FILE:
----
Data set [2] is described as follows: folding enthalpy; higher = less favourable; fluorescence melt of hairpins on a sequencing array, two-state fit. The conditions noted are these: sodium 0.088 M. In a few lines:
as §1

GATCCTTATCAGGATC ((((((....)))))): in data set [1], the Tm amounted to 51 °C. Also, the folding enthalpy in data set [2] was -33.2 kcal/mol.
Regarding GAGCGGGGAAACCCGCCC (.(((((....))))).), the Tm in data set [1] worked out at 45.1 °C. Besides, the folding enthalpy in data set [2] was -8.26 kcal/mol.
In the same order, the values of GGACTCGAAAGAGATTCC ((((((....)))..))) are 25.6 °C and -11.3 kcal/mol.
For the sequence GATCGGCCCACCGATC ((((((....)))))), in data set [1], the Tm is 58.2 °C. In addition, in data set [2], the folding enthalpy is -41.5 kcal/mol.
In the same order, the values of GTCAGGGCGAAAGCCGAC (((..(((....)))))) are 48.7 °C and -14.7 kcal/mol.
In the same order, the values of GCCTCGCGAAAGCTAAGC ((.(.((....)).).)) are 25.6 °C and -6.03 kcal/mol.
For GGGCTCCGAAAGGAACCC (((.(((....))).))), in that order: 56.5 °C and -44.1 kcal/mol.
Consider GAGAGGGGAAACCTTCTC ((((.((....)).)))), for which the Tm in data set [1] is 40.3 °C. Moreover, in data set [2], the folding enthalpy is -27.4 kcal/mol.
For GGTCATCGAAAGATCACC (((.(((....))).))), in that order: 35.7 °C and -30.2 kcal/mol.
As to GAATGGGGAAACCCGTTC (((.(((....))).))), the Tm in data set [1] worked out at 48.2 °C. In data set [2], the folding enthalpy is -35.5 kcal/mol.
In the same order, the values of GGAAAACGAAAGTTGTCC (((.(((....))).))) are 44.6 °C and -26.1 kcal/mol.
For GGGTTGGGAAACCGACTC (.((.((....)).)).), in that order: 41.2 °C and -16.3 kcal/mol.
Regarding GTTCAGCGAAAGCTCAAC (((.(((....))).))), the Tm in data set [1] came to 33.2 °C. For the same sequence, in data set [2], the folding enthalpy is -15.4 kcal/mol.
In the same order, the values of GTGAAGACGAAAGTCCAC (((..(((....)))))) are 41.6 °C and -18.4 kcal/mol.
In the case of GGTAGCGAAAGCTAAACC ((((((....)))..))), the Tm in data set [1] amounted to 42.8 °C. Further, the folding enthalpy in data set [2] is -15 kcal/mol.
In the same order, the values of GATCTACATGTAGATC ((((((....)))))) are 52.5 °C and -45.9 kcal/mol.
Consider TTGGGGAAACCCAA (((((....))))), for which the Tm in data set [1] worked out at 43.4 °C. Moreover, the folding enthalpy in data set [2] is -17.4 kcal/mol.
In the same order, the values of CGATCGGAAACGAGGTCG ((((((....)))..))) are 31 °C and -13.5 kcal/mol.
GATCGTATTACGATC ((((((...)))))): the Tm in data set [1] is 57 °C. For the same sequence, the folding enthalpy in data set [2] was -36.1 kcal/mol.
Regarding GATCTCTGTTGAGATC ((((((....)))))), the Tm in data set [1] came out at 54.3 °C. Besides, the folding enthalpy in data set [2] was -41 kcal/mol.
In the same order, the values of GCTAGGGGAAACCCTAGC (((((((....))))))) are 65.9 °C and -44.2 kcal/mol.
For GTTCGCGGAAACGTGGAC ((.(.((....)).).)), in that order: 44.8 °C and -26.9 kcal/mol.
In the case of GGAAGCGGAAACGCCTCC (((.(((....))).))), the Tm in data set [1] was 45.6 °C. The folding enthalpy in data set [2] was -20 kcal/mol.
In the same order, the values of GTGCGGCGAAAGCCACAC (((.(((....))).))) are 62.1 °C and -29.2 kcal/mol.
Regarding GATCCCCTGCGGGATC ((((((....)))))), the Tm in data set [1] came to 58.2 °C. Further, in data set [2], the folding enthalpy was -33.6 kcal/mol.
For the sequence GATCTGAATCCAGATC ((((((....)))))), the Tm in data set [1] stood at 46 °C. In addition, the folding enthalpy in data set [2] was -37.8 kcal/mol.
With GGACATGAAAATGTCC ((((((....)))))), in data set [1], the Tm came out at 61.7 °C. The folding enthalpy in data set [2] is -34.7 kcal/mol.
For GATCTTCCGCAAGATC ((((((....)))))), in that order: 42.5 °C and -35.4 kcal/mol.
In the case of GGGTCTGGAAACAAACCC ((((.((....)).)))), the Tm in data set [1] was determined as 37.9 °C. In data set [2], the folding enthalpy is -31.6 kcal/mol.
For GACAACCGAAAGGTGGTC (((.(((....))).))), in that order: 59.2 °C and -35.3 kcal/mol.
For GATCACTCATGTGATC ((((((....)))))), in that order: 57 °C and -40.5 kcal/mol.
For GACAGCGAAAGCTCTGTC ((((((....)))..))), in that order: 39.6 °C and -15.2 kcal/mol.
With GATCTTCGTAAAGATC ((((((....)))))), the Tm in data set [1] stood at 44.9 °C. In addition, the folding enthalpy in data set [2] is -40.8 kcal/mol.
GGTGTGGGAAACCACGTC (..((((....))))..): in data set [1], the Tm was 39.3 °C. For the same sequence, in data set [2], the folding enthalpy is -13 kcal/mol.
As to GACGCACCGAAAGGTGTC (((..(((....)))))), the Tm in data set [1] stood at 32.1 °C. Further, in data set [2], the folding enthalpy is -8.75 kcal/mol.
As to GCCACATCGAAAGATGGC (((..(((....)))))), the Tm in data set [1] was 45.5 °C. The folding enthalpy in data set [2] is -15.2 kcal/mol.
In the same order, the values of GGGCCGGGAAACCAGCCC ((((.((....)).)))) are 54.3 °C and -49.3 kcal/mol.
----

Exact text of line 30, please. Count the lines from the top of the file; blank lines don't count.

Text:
For GATCTTCCGCAAGATC ((((((....)))))), in that order: 42.5 °C and -35.4 kcal/mol.